Lots of complaints (justified ones) about Amy Barrett, but if you Americans think she's bad, you really don't know Brazil's Supreme Court long tradition of choosing the most corrupt and inept ones; just in the last 30 years alone we had:
Fernando Collor nominating his first cousin, who was 44 and had the fastest ascent in the history of the country (from graduation to a sit in the appeals court of Labor Justice in two years, then appointed to the Superior Labor Court after 8 years- the fact Collor's father was one of the most powerful members in Congress, a man that literally killed another Senator in the Senate floor and got away with it and spent another 20 years in politics, was just a coincidence, surely).
Fernando Henrique Cardoso nominating one of this cabinet ministers (actually, the second one he did), a guy who had no problems running a private college while still having a job roughly equivalent to the solicitor-general in the US (though here it's independent from the Justice department) and continued to do so while in the Supreme Court, and while he's there he publicly attacks other politicians and judges in the press and trials, comments openly about cases he's supposed to judge on, sits on cases involving friends and relatives, and has multiple accusations of corruptions.
Lula nominating an obscure appeals judge (who only got there because of political connections in the first place) because his mother was best friends with the first lady, and the guy repaying by not only voting for his government pretty much 100% of the time, but doing things like allowing Dilma Rousseff's lawyer in a case directly related to her impeachment be allowed to testify at her impeachment trial as an expert witness and then allowing her to retain political rights despite the Constitution expressly forbidding it.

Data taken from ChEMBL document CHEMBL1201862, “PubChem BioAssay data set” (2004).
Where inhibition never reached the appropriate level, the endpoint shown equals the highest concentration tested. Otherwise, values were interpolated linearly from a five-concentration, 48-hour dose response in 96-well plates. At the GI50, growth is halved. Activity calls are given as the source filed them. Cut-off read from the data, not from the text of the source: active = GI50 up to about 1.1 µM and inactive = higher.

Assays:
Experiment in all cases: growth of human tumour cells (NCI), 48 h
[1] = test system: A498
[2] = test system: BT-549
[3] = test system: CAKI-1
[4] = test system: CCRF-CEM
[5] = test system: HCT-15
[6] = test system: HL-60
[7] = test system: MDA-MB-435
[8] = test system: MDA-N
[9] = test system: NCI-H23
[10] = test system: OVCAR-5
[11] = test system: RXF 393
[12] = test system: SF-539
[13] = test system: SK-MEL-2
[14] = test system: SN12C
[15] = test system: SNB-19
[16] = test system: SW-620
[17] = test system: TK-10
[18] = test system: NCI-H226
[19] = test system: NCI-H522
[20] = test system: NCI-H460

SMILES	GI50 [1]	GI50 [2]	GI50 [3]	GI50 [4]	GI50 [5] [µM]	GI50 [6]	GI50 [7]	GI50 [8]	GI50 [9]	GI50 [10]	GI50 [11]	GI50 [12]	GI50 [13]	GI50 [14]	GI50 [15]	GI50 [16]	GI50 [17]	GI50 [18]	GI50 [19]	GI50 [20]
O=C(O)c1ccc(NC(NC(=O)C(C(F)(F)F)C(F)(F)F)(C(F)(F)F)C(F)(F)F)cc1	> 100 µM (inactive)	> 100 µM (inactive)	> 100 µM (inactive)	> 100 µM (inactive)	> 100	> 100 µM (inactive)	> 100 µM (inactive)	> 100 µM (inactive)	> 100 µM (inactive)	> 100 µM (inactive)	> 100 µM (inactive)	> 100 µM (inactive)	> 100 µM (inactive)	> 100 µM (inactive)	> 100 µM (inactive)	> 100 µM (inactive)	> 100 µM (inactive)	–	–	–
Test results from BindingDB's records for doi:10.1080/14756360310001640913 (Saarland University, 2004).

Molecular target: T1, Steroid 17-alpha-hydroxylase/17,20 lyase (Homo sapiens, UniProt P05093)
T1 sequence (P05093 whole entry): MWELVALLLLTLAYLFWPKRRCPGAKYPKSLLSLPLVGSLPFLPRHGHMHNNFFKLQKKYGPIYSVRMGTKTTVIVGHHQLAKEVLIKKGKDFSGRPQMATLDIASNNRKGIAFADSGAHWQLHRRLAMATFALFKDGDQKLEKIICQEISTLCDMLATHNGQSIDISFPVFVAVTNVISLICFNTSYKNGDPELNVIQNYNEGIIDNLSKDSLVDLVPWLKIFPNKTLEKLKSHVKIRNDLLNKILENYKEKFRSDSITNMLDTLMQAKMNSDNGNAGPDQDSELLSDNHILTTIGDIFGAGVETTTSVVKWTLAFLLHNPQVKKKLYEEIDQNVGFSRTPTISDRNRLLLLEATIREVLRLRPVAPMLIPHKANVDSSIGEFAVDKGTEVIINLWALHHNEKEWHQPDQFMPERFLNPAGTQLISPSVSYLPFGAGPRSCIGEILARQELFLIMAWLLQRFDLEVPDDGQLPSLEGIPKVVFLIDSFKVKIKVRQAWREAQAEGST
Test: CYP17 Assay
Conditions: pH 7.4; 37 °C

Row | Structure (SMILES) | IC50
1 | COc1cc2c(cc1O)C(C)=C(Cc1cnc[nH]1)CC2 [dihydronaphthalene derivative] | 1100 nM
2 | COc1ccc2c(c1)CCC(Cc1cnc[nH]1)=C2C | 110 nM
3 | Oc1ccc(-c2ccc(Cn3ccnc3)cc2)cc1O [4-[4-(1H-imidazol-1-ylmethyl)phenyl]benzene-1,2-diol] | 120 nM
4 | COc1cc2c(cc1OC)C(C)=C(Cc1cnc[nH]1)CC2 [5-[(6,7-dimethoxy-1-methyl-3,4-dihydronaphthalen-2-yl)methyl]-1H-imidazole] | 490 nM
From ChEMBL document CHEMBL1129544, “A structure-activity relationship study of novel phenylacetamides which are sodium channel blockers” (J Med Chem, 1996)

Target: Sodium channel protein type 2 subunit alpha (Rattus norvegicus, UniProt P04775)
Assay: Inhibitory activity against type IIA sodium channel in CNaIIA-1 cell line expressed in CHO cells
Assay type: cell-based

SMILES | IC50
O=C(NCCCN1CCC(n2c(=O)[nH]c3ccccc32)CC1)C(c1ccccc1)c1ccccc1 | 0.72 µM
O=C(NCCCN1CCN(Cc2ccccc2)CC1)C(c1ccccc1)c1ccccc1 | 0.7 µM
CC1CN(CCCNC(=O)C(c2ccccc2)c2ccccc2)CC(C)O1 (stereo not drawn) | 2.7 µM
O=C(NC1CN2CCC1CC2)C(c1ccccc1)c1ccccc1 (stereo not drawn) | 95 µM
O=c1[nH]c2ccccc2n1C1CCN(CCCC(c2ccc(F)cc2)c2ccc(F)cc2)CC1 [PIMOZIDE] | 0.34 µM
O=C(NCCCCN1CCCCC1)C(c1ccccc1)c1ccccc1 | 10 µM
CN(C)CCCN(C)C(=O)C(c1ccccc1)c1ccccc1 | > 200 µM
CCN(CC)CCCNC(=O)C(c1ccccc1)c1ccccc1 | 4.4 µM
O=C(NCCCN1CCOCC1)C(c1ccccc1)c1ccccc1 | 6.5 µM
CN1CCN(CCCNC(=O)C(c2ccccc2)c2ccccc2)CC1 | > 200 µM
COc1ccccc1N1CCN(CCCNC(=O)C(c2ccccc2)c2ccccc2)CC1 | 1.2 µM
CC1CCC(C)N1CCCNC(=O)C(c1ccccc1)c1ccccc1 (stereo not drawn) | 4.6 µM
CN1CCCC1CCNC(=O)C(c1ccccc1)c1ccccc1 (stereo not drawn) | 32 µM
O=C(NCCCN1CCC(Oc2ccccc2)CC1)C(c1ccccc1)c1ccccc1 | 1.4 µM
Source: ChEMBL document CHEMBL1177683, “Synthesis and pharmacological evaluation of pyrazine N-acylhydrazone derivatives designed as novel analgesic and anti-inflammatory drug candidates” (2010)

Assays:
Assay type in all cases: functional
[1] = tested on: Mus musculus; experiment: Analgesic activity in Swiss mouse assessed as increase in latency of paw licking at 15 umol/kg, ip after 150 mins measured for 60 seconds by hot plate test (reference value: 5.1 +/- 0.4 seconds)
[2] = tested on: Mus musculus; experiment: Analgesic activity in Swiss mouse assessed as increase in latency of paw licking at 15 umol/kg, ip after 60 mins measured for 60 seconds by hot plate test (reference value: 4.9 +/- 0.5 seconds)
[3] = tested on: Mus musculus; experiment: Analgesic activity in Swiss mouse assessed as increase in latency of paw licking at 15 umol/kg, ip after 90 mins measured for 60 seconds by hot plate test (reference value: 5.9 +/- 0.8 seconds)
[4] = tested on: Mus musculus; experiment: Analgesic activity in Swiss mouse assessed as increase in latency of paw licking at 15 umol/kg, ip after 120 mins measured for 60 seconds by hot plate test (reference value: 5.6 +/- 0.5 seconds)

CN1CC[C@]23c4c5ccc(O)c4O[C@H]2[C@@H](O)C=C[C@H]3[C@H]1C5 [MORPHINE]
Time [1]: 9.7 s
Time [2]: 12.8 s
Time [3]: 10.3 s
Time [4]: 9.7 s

Lula again nominating of his cabinet ministers, who was 41, had flunked twice the entrance exam to be a judge, had two convictions for misuse of public funds (more precisely, being hired illegally) that were conveniently overturned after he was appointed, and has refused to recuse himself in cases involving him or other members of his government (and conveniently voting in their favor nearly all the time). He has since been accused of corruption multiple times too.
Dilma Rousseff choosing a candidate only after he promised his allies that he would vote for them in a pending corruption trial (which is a promise he didn't fulfill and already publicly confessed to have made).
Michel Temer nominated another one of his Cabinet ministers, who didn't bother recusing himself in cases involving directly or indirectly Temer, his minister or his own political allies.
But now Bolsonaro probably outdid all of them- he chose a guy who turned out to have a long history of plagiarism, as well as putting courses that last a few days as "post-graduate" or "master" degrees. And he's not even a conservative, as one would expect. He was chosen quite clearly because he promised to save him and his family for prison, and in the hearing he made quite clear he'll extend the privilege to other corrupt politicians, so naturally the senate (including politicians from the left, who have shown to be quite excited with the appointment) approved him comfortably- yes, in one day. He even has his wife working in a senator's cabinet.
In Brazil, the Supreme Court is a lot more powerful than in the US and most places, judging tens of thousands of cases every year, including cases involving crimes of members of Congress that happened during their term, as well as multiple cases involving criminal convictions from lower courts (conveniently, cases involving politicians and other powerful people tend to make their way there) so essentially presidents pick the members to save them and their allies from jail and in return they don't impeach said SC members when they go against the law. Some of them turned out to be pretty decent, but that's usually a complete accident (like the guy that lied his way in). It's probably both the biggest symptom of why Brazil can't quite go the next stage of development and one of the causes- systemic corruption is so entrenched that any progress made by society- or in lower courts- tends to be broken or mitigated at the highest levels.